The Philadelphia Water Department has launched the Green City, Clean Waters program to cut down on asphalt, plant trees, build parks, and change the way they handle stormwater run-off.
For most people, the sound of an approaching thunderstorm might mean relief from the summer heat, water for the garden or a reminder to roll up the car windows. But for Kate Houstoun and her South Philadelphia neighbors, it has an entirely different meaning.
“We get a huge gush of storm water that comes in the front drain in everyone’s basement. And it can leave anywhere between 3 inches of combined sewer or maybe just rush in and rush out,” Houston says.
While it happens quickly, the aftermath is a challenge, especially for her senior citizen neighbors.
“It’s really tough for them to get into their basement and sop up the mess afterwards. I mean, I don’t like it, but it certainly breaks my heart to see older folks struggling with that, Houston says.
The Philadelphia Water Department thinks it has an answer. It recently unveiled its first porous green street on Percy Street in South Philadelphia. The pavement looks like any other block, except when it rains.
“Rather than it running down the gutter, this is like having a big black lawn out in the street,” says Peter Reilly, a civil engineer and one of the green street designers. “The water just percolates through the surface and goes right into the soil.”
On the regular asphalt, the water lands and runs off the surface, collects in the gutters and then gets deeper and deeper in the gutters until it runs down into the inlets.
Reilly explains that with the porous surface, nothing runs down the gutters.
“It’s designed to accept the full rainfall and take it right off the surface. So it will look wet, but with no standing water at all,” Reilly says.
Percy Street is first step
Tiny Percy Street, barely 6 feet wide, is part of a much larger plan drafted by the water department, called “Green City, Clean Waters,” says Deputy Mayor Rina Cutler.
“We have agreed to green one-third of the city in the next 25 years. Which, for a city our size, has never happened before,” Cutler says. “We decided we would try to do this with green infrastructure instead of gray infrastructure, which are sewer pipes under the ground that nobody sees.”
Green infrastructure can include green roofs on bus stops, rows of trees connected by underground water-catching trenches, rain barrels and other devices.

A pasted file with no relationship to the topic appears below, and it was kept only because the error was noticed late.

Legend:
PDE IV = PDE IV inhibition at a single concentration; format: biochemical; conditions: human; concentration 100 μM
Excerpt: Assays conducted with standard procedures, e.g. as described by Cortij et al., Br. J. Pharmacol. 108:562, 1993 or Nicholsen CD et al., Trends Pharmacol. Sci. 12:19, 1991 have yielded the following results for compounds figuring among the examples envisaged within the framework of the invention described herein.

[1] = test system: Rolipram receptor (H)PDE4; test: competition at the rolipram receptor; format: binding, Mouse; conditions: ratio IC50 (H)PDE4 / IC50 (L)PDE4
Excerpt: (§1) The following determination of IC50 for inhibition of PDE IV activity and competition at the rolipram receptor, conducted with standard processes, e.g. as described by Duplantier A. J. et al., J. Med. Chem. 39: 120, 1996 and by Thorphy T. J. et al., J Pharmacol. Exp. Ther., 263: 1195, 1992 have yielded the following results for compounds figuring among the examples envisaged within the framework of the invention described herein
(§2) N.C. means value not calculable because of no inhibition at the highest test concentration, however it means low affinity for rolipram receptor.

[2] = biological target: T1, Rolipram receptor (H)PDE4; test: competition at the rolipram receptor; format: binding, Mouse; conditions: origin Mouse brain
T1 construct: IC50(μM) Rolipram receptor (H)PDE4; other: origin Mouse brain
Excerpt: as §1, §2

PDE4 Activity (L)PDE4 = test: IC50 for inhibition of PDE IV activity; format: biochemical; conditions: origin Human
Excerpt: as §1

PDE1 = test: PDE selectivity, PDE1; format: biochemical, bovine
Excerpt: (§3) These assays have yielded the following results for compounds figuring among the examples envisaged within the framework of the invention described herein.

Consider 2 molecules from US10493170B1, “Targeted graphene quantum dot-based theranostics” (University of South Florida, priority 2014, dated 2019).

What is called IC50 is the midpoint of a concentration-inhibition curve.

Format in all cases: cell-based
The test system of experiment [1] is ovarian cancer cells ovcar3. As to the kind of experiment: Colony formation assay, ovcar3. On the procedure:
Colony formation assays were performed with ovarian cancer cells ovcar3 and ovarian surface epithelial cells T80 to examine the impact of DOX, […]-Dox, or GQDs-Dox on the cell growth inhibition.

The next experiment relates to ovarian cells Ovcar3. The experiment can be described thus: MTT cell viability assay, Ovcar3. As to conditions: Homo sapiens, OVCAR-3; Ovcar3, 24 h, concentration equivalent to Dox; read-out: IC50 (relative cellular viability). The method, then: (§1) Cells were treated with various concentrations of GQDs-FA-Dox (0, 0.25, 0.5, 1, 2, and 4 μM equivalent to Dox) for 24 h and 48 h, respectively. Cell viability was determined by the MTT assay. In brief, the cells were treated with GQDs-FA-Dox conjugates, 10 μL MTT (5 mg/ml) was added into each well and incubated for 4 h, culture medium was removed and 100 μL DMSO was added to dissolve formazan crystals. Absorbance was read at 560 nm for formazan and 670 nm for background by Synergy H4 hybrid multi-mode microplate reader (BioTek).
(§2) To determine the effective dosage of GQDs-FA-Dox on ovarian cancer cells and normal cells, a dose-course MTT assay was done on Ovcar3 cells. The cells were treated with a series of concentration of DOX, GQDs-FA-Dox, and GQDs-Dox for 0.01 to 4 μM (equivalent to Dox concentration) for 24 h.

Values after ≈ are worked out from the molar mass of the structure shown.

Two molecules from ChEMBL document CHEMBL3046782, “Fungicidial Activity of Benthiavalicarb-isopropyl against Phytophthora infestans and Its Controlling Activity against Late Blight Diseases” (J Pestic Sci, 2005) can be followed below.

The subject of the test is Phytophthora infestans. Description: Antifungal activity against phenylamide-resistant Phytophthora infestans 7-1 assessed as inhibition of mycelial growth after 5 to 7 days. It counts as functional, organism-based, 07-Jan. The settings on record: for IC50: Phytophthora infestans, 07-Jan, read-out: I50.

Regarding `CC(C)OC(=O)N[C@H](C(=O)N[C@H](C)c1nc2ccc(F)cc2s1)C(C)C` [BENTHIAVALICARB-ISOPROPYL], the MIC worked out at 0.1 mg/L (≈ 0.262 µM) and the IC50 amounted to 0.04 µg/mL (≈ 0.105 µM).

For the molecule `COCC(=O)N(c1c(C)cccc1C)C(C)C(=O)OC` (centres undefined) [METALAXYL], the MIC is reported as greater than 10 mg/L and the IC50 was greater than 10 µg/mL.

“There are a lot of tools in the toolbox for how we are going to get to that one-third green city. And porous streets is one component of that overall big picture,” she said.
With nearly 20,000 acres of pavement in Philadelphia, it’s a very big picture. Cutler says the benefits will be big, too.
“We will actually reduce the amount of stormwater runoff that ends up in the sewer system, decreasing flooding and really greening the city in a way that has not really been thought about before,” Cutler says.
She envisions more trees, more spaces for parks and less asphalt, which will make things cooler.
“I think there are a lot of economic and quality-of-life benefits that hit every family in Philadelphia at a level they will understand when they see it,” Cutler says.
When taxpayers hear about new city programs, they see dollar signs. However, Cutler has good news: The water department isn’t going to spend more; it’s just going to spend smarter. She says porous pavement costs about the same as traditional asphalt, as long as you were already planning to rip up the old road.
“Instead of spending essentially the same $2 billion to build a sewer system underneath the streets, we’re going to take that $2 billion and really invest it in green infrastructure,” she says.
Back on Percy Street, Reilly notes another way they’re saving money.
“We’re implementing this along with any water and sewer work that will be done. So wherever we have a job out, we’ll be looking to add a green component to manage stormwater on site,” Reilly says. “This street was getting the sewer fully replaced and we took this as a test location.”
While Percy Street is just one block among thousands, each street that removes stormwater from the system will be an improvement, Reilly says.
“Each little bit helps not only recharge the groundwater, which helps the plants alongside it, but it does take it out of our system, which is really our end goal,” he says.
Of course, on an individual level, it can make a huge difference for residents such as Kate Houstoun and her South Philadelphia neighbors.
“Please let my block be chosen!” she says.
Since such a project has never been undertaken in a city as large as Philadelphia, the EPA and others are watching, said Cutler, who said she feels the weight of that scrutiny.
“I’m sure they view us very much as a pilot program of a brand new way of doing stormwater management in this country. And so we feel like there are a lot of eyes on us and we’re very clear that failure is not an option,” she said.